A Country Life
A move to the country can bring you joy, but also murdered chickens, dodgy toilets and a round-about house.
Why life is best in the laundry
Ilive on a block in Te Pahu, just south of Hamilton. It’s one of those things you do as you get older, or eccentric: live close enough to the city to commute, far enough out to indulge weird behaviour. Stress and mild depression had been a part of my life for a long time so living a laid-back lifestyle in the country was the answer. Hills, limestone bluffs, mist, birds, bush, ukuleles, banjos are all key ingredients to success and utopian existence.
We bought an old farmhouse on two acres that was in serious need of resurrection. I used to be in the miracle business so how hard could it be? I thought I could spend my days pottering in the manner of an old English country squire, snipping a rose here, pruning a fruit tree there, rebuilding the kitchen one day, removing a wall the next.
The area is populated by an interesting mix of farmers, middle class commuters, alternative lifestylers, and a good sprinkling of conspiracy theorists. We soon learned to identify the ‘chem trails’ that are apparently part of a government conspiracy to mass medicate the population in order to keep them compliant. It was also made clear to us that it was much better to be living in the country, away from the city water supply which was full of mind-altering drugs as it’s so much better to use roof water which only contains natural substances like leaf mould and bird shit.
We took some time out from paid employment to settle in and find out what fun it was all going to be. In the first week in our new paradise the toilet fell over, the dog murdered a chicken and a bucket in the ceiling that was dealing with a hidden leak overflowed. Friends and family were sympathetic. “Told you so.” “What were you thinking at your age?” “You’ll probably fall off the roof and kill yourself.” “Silly old fool.” On the plus side, I quickly kitted out my man cave. I could finally collect all manner of useful and valuable objects for future use without fear of reprisal or recrimination. I had to buy some new tools to ensure I could tackle any task with ease. The nice man at the hardware store felt sure that I would need a router. If anyone knows what to do with one, please let me know.
Along with the house we inherited the usual assortment of items one would expect to find on a lifestyle property. There was a shed full of fascinating and critically important items whose usefulness would I am sure become clear in the future including a well-beaten ride-on mower, materials for several unfinished projects, and a freezer that was probably a house warming gift in 1966.
We also inherited a flock of chickens which did not wish to move into town with their family, preferring the quiet and relaxed atmosphere in Te Pahu. Unfortunately the dog didn’t realise that they were fragile and not one of her usual stuffed toys which were shakeable and gutable. It was necessary to explain to her the critical difference in this regard.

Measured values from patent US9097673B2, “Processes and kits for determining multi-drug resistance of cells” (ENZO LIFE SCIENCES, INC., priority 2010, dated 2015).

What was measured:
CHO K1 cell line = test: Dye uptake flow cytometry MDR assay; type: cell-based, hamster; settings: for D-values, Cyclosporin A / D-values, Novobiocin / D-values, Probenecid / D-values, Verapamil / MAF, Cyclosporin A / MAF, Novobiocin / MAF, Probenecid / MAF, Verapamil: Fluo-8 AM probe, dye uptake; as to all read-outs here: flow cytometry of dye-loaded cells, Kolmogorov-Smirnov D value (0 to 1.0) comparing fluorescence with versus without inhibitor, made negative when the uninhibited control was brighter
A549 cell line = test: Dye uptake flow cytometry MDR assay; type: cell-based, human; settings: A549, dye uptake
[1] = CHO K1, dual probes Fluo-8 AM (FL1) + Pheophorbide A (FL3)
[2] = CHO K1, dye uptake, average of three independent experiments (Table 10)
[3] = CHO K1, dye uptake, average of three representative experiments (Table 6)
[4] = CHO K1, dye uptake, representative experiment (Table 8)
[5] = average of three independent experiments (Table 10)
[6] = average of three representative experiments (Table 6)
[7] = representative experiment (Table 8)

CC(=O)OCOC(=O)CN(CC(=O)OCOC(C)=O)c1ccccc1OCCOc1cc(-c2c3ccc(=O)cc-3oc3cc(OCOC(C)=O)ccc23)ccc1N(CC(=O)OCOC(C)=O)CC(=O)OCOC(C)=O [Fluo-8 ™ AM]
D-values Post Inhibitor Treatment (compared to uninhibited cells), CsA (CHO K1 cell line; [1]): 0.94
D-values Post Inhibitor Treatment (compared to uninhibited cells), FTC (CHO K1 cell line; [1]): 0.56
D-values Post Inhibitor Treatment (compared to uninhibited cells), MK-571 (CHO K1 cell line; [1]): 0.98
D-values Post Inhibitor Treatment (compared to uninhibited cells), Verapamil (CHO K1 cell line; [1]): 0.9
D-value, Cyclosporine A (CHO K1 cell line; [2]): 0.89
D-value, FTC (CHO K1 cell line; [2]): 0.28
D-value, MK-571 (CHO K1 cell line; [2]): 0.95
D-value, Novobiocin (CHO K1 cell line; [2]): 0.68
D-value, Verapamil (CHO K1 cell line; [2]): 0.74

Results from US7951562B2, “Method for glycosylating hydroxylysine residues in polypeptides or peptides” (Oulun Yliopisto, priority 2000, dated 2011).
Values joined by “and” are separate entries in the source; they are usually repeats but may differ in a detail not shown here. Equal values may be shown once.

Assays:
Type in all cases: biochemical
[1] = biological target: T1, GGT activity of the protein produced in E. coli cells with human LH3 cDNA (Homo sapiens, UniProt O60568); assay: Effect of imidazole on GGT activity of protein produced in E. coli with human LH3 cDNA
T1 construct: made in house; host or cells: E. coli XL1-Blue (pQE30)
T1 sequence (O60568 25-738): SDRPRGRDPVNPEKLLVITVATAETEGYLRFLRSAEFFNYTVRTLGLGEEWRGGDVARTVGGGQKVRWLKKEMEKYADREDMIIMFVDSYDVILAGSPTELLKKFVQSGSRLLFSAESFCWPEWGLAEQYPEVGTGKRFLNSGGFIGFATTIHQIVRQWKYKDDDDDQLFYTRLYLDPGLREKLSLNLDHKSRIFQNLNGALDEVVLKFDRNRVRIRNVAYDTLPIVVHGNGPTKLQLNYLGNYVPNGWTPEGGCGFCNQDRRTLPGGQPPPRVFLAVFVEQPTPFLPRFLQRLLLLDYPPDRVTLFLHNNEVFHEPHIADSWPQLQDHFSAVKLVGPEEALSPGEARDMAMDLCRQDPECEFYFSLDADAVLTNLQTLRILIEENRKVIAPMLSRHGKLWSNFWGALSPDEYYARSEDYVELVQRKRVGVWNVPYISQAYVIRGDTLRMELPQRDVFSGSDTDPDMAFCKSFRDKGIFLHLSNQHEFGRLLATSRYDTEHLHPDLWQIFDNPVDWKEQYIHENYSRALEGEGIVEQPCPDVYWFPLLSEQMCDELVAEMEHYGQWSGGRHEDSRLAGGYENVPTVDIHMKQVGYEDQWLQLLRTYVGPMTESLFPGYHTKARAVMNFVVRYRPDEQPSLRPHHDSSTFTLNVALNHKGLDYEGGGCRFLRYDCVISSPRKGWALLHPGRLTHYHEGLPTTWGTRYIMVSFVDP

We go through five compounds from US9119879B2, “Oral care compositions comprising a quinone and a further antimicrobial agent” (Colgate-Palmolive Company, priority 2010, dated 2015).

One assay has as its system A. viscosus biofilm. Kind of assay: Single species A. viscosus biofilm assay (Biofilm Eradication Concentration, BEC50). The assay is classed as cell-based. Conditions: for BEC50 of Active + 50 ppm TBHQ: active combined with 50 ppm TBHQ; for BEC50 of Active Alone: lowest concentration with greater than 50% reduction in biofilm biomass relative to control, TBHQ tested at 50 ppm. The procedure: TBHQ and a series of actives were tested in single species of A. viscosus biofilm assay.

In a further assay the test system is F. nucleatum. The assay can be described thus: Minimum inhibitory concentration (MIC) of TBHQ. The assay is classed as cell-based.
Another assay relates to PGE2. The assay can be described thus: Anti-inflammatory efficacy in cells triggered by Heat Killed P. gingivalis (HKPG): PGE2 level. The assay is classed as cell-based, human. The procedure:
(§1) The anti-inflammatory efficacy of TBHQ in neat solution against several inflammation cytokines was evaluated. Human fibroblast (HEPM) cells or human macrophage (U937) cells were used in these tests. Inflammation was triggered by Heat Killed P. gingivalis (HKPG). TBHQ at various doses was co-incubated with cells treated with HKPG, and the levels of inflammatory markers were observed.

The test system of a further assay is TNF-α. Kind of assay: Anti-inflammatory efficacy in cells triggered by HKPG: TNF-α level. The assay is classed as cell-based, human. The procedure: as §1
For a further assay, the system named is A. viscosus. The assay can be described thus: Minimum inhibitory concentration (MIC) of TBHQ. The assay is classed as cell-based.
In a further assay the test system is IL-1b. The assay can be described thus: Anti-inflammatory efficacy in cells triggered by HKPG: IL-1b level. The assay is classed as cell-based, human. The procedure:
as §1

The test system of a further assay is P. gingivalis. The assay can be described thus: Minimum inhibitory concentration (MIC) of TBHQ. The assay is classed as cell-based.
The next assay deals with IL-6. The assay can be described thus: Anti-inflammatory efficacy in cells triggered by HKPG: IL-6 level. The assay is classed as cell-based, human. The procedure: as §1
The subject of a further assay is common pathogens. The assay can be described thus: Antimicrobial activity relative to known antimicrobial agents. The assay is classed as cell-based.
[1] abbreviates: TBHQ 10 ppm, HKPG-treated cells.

With such a lot to do, what we needed was a plan to tackle the task. My management training said I needed some goals, with a timeline or two and some risk analysis, but first there was a chicken to bury and some home brew to check out in the interests of quality control.
We started renovations in the laundry. It was on the wrong side of the house. In case you are wondering, we had noticed this before we purchased, but we did miss the fact that there was no water pressure in the shower.
Then there were the living areas which faced the road, which is to the south. In order to relax in the sunshine it was necessary to place the easy chair in the north-facing laundry. This was easy enough to do, so long as we propped the chair up to stop it falling through the rotten floor boards. It was possible to drown out the noise of the dripping tap by concentrating on the birds scratching around in the ceiling. Dripping taps are a
problem in the country because it wastes the finite supply of roof water and keeps the pump running continually.
Shifting the toilet took some ingenuity. At some stage, someone had decided that what was needed was a very solid throne so the porcelain seat was embedded in a one cubic metre block of concrete which itself was raised above floor level. In order to relocate it, it was necessary to smash the seat, then level the concrete to match the surrounding floor.
I have no idea how the previous owners lived with all this. We had lived in primitive conditions while overseas but this was new for us. I was beginning to suspect that they had taken on a task that was beyond their capabilities as attested to by the number of unfinished projects which I was keen to tackle. Or maybe it was because he was an accountant.
The plumber wanted to know where the septic tank was. Where was the septic tank? We didn’t know and it didn’t seem to be in any of the normal places. Was there We’d love to hear about your property and its animals, your projects, your life’s moments. Email firstname.lastname@example.org, and if you wish to include images, please send high resolution jpegs.